Meat chickens, even those that are provided with access to an outdoor range area, will spend the majority of their time indoors and in contact with the litter. Bedding, in the form of sawdust, wood shavings, finely cut straw or rice hulls, is spread over the floor of the shed prior to chicks arriving at the farm. Over time, the build-up of droppings, feathers and feed combine with the bedding material which is referred to as ‘litter’.
Litter has a number of important functions, such as absorbing moisture from the birds’ droppings and from the environment, providing a comfortable surface for the birds to rest, and assisting with comfort and insulation. When kept in a good condition and of sufficient depth, litter can enrich the birds’ environment by enabling them to perform important natural behaviours such as foraging, scratching, and dust bathing.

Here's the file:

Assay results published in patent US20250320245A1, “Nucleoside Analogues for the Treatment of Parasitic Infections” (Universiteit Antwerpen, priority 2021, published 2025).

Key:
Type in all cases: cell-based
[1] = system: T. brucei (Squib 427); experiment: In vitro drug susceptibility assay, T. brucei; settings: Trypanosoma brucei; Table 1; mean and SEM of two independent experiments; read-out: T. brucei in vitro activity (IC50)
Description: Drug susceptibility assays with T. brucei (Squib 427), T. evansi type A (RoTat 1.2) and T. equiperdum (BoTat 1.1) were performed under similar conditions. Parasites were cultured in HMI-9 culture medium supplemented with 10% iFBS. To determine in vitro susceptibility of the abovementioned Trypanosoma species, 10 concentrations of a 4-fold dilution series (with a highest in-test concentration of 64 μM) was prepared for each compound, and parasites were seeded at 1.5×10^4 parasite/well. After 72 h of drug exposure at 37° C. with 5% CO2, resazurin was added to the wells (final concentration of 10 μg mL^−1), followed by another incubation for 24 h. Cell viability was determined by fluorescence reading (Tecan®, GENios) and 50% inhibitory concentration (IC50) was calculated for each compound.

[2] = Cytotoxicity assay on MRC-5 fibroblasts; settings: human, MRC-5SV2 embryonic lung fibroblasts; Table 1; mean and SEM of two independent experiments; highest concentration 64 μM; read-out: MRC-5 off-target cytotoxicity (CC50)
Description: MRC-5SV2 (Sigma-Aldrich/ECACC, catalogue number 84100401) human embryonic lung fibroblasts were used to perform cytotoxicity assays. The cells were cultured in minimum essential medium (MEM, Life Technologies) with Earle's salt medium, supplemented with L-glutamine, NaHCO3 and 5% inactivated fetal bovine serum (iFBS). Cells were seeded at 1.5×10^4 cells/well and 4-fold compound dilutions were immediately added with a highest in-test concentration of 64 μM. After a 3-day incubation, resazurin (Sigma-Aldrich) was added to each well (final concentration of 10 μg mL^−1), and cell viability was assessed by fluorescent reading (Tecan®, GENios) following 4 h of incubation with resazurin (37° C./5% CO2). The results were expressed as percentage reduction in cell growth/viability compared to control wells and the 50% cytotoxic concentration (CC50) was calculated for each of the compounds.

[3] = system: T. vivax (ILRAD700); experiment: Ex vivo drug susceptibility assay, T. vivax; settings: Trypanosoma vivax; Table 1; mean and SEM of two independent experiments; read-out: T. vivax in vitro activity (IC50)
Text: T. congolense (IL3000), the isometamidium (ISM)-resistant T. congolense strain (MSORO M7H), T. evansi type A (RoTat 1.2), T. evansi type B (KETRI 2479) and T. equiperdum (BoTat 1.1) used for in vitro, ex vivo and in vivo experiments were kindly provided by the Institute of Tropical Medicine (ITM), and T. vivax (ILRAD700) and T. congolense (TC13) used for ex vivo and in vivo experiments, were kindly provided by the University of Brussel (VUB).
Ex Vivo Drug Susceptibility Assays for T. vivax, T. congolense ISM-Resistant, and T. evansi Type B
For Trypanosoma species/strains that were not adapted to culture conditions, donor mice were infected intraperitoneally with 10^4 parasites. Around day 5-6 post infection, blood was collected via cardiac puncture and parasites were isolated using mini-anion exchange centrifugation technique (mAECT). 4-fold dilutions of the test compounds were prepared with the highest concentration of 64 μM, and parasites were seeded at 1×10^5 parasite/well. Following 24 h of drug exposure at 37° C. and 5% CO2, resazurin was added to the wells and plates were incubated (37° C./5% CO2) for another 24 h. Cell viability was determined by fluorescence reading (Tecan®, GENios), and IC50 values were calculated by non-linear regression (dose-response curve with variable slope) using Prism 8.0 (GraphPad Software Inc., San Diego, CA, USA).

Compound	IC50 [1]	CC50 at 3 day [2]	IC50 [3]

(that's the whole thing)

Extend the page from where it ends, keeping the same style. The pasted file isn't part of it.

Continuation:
Poor litter condition can lead to the development of lesions on the underside of birds, especially after prolonged contact with litter that has become wet or fouled. Without proper management, litter can become hard and crusted which may prevent birds from being able to performing normal behaviours.
Wet litter is also the primary cause of the build of ammonia gas inside a shed, which at high levels and prolonged exposure can cause respiratory issues, eye irritation, and in severe cases, blindness.
How can you ensure good litter condition?
If litter is managed well so it remains dry and friable, conditions including foot pad burn, breast blisters and lameness can be minimised. Maintaining litter quality involves appropriate management of number of different factors including suitable litter material, good ventilation, appropriate water pressure in drinkers, good nutrition, managing stocking density, actively maintaining the litter and aerating the substrate with equipment if necessary, and removing litter that is not in good condition.